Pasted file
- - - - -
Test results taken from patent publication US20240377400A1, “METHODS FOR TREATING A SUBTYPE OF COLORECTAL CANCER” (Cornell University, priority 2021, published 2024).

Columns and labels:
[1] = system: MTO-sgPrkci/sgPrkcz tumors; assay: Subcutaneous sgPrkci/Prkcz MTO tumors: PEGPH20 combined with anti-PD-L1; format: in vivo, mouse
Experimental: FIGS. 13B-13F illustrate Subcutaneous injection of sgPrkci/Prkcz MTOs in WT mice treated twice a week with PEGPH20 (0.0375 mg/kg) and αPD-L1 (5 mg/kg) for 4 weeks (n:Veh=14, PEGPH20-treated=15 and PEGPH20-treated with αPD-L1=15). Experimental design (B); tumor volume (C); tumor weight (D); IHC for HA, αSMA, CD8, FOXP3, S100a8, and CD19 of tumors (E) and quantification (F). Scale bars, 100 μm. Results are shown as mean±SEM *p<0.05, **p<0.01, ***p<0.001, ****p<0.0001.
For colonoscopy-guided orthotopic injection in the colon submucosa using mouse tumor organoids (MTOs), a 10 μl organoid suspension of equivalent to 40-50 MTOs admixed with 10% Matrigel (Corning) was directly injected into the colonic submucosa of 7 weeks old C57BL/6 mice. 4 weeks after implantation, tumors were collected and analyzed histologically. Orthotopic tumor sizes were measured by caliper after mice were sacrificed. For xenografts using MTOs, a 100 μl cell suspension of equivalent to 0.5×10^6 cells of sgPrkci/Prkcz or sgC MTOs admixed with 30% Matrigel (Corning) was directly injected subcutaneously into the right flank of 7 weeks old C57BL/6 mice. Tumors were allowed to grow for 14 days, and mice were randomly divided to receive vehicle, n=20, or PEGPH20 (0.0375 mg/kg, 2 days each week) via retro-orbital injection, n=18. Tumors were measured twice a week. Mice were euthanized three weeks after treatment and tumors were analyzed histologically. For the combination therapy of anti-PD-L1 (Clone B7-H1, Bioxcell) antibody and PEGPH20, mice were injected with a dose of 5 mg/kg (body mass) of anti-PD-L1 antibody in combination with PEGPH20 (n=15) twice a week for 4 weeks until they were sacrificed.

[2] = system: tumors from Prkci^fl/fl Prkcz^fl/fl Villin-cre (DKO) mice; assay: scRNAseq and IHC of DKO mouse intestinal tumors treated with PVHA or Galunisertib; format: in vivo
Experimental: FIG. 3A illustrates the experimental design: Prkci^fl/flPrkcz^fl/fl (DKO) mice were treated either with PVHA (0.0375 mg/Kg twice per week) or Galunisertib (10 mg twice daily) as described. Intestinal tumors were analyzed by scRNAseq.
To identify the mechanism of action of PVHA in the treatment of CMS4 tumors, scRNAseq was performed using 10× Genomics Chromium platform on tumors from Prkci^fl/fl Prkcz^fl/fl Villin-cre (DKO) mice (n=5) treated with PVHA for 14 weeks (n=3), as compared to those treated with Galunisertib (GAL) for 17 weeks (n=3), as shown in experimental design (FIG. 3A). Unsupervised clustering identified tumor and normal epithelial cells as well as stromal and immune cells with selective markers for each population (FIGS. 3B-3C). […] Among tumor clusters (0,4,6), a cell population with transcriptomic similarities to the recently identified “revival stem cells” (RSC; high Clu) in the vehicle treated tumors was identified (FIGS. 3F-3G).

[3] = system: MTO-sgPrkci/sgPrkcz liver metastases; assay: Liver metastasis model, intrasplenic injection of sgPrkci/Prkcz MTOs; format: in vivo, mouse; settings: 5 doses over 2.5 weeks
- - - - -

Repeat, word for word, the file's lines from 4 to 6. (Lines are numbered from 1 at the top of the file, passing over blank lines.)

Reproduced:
Experimental: FIGS. 13B-13F illustrate Subcutaneous injection of sgPrkci/Prkcz MTOs in WT mice treated twice a week with PEGPH20 (0.0375 mg/kg) and αPD-L1 (5 mg/kg) for 4 weeks (n:Veh=14, PEGPH20-treated=15 and PEGPH20-treated with αPD-L1=15). Experimental design (B); tumor volume (C); tumor weight (D); IHC for HA, αSMA, CD8, FOXP3, S100a8, and CD19 of tumors (E) and quantification (F). Scale bars, 100 μm. Results are shown as mean±SEM *p<0.05, **p<0.01, ***p<0.001, ****p<0.0001.
For colonoscopy-guided orthotopic injection in the colon submucosa using mouse tumor organoids (MTOs), a 10 μl organoid suspension of equivalent to 40-50 MTOs admixed with 10% Matrigel (Corning) was directly injected into the colonic submucosa of 7 weeks old C57BL/6 mice. 4 weeks after implantation, tumors were collected and analyzed histologically. Orthotopic tumor sizes were measured by caliper after mice were sacrificed. For xenografts using MTOs, a 100 μl cell suspension of equivalent to 0.5×10^6 cells of sgPrkci/Prkcz or sgC MTOs admixed with 30% Matrigel (Corning) was directly injected subcutaneously into the right flank of 7 weeks old C57BL/6 mice. Tumors were allowed to grow for 14 days, and mice were randomly divided to receive vehicle, n=20, or PEGPH20 (0.0375 mg/kg, 2 days each week) via retro-orbital injection, n=18. Tumors were measured twice a week. Mice were euthanized three weeks after treatment and tumors were analyzed histologically. For the combination therapy of anti-PD-L1 (Clone B7-H1, Bioxcell) antibody and PEGPH20, mice were injected with a dose of 5 mg/kg (body mass) of anti-PD-L1 antibody in combination with PEGPH20 (n=15) twice a week for 4 weeks until they were sacrificed.

[2] = system: tumors from Prkci^fl/fl Prkcz^fl/fl Villin-cre (DKO) mice; assay: scRNAseq and IHC of DKO mouse intestinal tumors treated with PVHA or Galunisertib; format: in vivo